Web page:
Though the rules are undetermined, I don't think sharing character sheets themselves is beneficial in the long run. Though I agree some information should be shared, as it's obvious for the characters to know (such as race, gender, appearance), there are a few problems I can see with fully disclosing your character to the other players:
Page 2 is quite personal.
There's your whole backstory, your quips and qualms, and your most prized possessions listed there in black and white. Though it's important for that character's player to know, the only time you'd ever know another person that well is if you've spent a lot of time with them. So if your party are childhood friends, then they should already know that information, but if not, I feel that would be as violating to the character as if I would ask you all sorts of personal information just because you asked a question on this site...
That said, the one person who should know your character's back story besides you is your DM. Since they are forming the story to challenge your character and can award points based on how well you play your character, it would make sense for them to know who they're dealing with.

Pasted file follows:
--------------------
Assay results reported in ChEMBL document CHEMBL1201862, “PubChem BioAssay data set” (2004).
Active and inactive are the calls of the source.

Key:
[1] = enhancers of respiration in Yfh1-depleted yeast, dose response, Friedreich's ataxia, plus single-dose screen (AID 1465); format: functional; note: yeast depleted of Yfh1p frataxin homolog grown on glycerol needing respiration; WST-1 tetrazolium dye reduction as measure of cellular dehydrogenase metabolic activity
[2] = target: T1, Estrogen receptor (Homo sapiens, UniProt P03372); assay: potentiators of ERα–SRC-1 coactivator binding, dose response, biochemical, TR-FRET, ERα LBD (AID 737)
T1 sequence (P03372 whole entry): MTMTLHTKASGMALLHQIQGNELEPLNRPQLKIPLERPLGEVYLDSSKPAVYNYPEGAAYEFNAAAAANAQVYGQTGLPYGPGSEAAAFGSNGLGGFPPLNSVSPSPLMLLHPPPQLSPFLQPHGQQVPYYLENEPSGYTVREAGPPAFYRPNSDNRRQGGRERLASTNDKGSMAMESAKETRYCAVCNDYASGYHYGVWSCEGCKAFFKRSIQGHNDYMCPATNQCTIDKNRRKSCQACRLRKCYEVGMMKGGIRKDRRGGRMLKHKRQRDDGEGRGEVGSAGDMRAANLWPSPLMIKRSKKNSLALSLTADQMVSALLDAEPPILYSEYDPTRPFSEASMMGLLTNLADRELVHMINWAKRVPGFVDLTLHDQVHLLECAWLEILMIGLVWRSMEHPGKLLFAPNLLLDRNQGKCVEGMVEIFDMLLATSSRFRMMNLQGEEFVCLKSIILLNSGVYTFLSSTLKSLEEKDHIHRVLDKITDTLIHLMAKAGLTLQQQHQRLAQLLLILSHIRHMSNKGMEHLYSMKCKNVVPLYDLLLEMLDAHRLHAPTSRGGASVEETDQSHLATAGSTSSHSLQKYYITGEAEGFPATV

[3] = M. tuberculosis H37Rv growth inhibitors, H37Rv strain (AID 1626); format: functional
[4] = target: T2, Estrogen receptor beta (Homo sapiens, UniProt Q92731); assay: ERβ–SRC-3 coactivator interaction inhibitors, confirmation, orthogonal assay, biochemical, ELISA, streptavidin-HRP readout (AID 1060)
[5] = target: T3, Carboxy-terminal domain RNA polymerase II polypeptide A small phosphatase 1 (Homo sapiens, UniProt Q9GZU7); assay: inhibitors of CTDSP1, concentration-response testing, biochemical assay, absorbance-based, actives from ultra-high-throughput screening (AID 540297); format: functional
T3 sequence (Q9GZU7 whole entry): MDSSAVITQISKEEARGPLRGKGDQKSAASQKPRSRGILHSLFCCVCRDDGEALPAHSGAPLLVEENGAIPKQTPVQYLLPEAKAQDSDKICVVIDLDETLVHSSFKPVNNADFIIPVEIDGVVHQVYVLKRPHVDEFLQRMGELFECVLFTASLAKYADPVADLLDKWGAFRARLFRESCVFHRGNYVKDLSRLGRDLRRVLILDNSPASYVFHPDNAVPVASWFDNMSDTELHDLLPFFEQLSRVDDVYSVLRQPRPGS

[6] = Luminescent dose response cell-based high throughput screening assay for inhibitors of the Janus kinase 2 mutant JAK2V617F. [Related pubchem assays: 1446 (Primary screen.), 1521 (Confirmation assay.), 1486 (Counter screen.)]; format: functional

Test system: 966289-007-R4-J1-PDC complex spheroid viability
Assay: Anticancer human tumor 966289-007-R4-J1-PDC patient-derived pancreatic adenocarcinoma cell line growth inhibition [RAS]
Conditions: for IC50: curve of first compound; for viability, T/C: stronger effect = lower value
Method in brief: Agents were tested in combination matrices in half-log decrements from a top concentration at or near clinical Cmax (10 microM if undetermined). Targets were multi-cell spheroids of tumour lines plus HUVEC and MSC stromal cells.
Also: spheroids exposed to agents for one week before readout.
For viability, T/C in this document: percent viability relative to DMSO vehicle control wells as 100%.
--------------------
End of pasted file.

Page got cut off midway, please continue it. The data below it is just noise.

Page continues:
A character might be shrouded in mystery.
There are many reasons a character can be mysterious. Be it their profession, their past experience, their trust towards strangers, or their backgrounds they want hidden (like Criminals or Urchins wanting to change their ways), as a character, they would naturally be reluctant to share personal info with people that they just met. Those kinds of revelations are often earned by building trust between characters, an act of role-playing that your players can involve themselves in, immersing them further into the story. In my experience, if a player already knows a character's mysterious past, they are less likely to have their own character pry for that information as well.
Doing so might feel like hand-holding.
I might be wrong, but D&D has always been, for me, a way to express myself in new and fun ways. Since every action I make has irreversible consequences, it allows me to fully engage in playing the character and exploring a new aspect of myself. In that way, if my DM was to tell me "You don't want to go into the forest, there's an ambush waiting" or "If you do that, you'll get robbed", it makes the game feel less personal and more like I'm just a pawn in the DM's fantasy. Likewise, if I was invested in a character as I made them, and I was forced to expose their secrets to others, I'd feel like I'm exposing myself to them as well, which would break the fun of the game.
Again, the rule is that it's up to the DM and the players in the end, and some people might enjoy that full exposure, but I found that, for me, the best method of introducing my character beyond what I look like and what first impression I give, would be to leave me do it my own way, to grant me full control over my character from the start. And if I want to know about another character, as a player, I can simply state that I ask them.